For the past forty weeks, give or take a day or two, you have been mostly minding your own business, growing ever larger, stronger, and more fingers and toes. But all of a sudden, you now find yourself being forcibly ejected from your comfortable quarters—the only home you’ve ever known. As you involuntarily emerge from pleasant warmth and darkness into cold air and harsh, sterile light, you are faced with your first choice as a newborn.
Although you elect to attend public school—despite the protests of your parents, who think it’s a terrible idea—you manage to make it through to graduation from high school without incident, thanks in no small part to your parents’ investment of the money they saved (in private school tuition) in private, round-the-clock security for you. After high school, you attend a good college, then get a good job. You marry and have some kids, but there’s really no denying that you live an unremarkable life.
As it turns out, the complication with your birth was merely that the silver spoon that should have been in your mouth had slid partly down into your trachea, causing you some momentary respiratory difficulty—but the doctor was able to extract it before you might suffer any brain damage. Thus you survived and lived long enough to be enrolled in school.
For better or worse, you die of necrotizing enterocolitis. Better luck next time.
En route to the family mansion, your party encounters some traffic, but it is nothing your driver can not handle, and you arrive at home no worse for the inconvenience.
Because your great-great-grandfather Maxwell Whitbrod III founded Whitbrod Academy in 1877, your minor infraction is overlooked and you are permitted to remain enrolled, with no blemish upon your permanent academic record. You graduate, with honors, attend an Ivy League college, then the law school of a different Ivy League university, and eventually are elected President of the United States. Congratulations!
En route to the family mansion, your party encounters some turbulence, but it is nothing your pilot can not handle, and you arrive at home no worse for the inconvenience.
You are out of the womb, but not quite out of the woods. That is, there are complications with your birth.
Bradford Preparatory prepares wealthy young men for just about everything the world might throw at them—with the ironic exception of hazing at the hands of older Bradford Preparatory students. As it happens, you die of hypothermia after being hoisted on a flagpole and left outside in single-digit temperatures overnight and forgotten about.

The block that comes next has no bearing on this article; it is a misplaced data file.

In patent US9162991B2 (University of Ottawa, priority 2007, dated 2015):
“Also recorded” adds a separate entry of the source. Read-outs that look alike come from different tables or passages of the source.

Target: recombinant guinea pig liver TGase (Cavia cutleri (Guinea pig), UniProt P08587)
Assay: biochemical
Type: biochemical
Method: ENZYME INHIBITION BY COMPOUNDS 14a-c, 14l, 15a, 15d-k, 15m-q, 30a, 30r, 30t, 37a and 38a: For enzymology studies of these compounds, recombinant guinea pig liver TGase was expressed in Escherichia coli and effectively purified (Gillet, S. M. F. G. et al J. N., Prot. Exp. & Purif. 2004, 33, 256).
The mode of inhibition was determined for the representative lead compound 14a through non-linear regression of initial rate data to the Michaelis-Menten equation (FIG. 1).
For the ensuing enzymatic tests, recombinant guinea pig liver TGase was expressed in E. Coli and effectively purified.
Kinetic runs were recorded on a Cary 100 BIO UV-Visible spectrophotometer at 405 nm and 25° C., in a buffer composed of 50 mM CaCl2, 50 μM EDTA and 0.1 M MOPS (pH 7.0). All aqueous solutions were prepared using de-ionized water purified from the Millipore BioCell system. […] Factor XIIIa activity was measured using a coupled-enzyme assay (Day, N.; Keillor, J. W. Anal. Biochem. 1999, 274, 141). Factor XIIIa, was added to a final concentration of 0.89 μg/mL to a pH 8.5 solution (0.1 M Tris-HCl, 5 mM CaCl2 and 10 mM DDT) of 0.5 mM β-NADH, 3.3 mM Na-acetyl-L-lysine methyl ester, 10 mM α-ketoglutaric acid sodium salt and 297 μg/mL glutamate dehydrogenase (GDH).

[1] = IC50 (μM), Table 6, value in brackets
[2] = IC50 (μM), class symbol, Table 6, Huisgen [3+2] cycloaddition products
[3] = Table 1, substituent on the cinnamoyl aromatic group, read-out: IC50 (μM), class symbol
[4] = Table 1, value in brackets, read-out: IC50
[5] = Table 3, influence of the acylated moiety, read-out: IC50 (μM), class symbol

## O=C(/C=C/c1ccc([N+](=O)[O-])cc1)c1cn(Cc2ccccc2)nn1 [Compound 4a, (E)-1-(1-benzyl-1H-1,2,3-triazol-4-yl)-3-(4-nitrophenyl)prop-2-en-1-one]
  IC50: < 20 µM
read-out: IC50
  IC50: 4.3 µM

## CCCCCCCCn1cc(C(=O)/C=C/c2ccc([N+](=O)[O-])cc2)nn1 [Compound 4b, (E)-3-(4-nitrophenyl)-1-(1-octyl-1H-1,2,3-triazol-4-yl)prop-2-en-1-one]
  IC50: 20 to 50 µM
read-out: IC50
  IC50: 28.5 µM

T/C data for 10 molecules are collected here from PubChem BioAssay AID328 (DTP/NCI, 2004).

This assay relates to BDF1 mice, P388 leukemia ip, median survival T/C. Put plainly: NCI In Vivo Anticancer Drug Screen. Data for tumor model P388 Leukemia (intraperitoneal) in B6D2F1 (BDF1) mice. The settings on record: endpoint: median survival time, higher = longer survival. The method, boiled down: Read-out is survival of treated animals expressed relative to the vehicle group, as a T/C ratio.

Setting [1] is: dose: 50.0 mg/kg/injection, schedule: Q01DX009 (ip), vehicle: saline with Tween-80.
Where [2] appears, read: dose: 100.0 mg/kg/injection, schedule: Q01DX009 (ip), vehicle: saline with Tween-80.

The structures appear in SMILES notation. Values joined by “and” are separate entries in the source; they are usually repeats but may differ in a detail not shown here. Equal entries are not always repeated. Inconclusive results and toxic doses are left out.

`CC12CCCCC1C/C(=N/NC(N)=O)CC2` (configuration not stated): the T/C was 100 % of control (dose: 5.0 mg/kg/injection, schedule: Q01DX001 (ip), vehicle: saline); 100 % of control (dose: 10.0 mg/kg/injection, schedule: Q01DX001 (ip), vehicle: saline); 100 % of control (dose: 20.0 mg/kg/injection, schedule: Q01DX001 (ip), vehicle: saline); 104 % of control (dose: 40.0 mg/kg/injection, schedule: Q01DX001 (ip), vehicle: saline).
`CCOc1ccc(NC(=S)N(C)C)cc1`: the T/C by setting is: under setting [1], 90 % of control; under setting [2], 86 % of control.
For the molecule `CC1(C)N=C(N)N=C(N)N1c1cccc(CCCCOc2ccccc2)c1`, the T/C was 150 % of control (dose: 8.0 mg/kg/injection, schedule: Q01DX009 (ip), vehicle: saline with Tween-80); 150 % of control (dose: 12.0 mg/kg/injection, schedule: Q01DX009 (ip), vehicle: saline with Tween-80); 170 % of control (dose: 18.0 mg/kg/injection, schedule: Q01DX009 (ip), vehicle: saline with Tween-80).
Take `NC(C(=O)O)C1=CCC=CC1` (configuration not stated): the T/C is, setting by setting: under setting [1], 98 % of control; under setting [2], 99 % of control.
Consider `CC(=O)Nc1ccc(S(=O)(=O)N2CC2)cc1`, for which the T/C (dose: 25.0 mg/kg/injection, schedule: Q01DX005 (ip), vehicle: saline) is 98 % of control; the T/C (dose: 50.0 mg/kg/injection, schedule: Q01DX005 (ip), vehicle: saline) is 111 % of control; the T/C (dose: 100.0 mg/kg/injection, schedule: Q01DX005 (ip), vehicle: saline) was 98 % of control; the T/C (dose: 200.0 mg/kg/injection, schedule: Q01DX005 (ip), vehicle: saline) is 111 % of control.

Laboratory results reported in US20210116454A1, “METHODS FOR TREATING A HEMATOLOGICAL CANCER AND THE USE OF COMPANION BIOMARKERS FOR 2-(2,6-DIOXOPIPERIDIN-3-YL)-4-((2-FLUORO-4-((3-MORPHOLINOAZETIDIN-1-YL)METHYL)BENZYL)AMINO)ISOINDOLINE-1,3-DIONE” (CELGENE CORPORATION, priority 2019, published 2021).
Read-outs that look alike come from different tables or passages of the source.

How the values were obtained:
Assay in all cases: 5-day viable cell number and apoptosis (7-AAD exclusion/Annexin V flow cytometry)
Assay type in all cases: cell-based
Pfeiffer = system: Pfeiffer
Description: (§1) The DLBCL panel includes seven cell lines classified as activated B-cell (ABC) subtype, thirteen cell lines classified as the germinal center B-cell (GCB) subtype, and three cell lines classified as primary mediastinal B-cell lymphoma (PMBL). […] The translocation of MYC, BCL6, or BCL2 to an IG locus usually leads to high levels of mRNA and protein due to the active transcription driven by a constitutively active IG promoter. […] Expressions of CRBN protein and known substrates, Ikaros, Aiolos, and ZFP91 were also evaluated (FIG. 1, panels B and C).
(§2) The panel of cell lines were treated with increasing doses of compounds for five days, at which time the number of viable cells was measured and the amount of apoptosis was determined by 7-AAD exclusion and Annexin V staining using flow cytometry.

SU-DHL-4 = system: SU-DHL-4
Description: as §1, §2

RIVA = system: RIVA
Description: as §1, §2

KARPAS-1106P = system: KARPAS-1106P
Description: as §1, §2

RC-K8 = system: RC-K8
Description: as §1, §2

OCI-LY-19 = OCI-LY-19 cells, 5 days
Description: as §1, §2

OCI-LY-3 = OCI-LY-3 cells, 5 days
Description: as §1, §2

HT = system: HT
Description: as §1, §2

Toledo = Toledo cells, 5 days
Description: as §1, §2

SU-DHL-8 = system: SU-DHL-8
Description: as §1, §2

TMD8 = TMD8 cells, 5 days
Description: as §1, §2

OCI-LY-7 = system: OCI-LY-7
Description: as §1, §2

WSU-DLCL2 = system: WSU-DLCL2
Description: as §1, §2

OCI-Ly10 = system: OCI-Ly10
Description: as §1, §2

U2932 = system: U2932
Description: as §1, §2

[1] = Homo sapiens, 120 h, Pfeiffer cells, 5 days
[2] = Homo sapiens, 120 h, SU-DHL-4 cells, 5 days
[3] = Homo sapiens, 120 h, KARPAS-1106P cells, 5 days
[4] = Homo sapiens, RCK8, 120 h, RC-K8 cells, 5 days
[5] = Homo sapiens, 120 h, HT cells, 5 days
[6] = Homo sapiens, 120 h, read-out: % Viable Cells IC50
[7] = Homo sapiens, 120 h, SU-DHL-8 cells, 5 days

You are promptly expelled from Whitbrod Academy. With no significant difficulty, however, you are able to enroll at another private institution. In your senior year, you are invited to matriculate at an Ivy League college, but you drop out after just three semesters to start your own company, which you eventually sell for an obscene amount of money, enabling you to retire in your late thirties. Well done!
You want for absolutely nothing for the first four years of your life. That is, almost as soon as you might want for something, it is brought to you, usually on a silver platter. If you want, for instance, a puppy... or a tricycle... or even a silver platter, it arrives moments after you ask for it. Soon enough, however, it is time to put aside childish things and begin school.
Your first eleven years of formal schooling pass without incident, until there comes a day when you flirt with the wrong girl and her brother and cousins—all quite ethnic—beat you to death. As you slip into eternal oblivion, you wonder just where it all went wrong....
Your first eleven years of formal schooling are idyllic, indeed. You earn excellent grades even though you do precious little work to earn them. You are a favorite of your instructors and your school chums alike. Unfortunately, there comes a day when—because you were up rather late the previous evening, canoodling with the headmaster’s daughter, and her cousin, and somebody’s ferret—you find yourself without the level of alertness sufficient to achieve a passing grade on a pop quiz, and so you glance at a classmate’s exam paper... but you are caught in flagrante delicto by your teacher.
Your birth is the very epitome of smoothness. Your mother is able to sleep—and your father to read—through the entire very brief, utterly uneventful event. You are greeted with broad smiles from the obstetrician and the nurse, who remarks that you are, without question, the most beautiful baby she has ever seen in her entire life. Rather than slap you on the back, the doctor chucks you under the chin, as if to say, “Now go show them how it’s done, kiddo.”
Matthew David Brozik wrote this and many other short humor pieces, which have been published in print and online by The New Yorker, Adult Swim, McSweeney’s Internet Tendency, Grin & Tonic, The Big Jewel, and no one.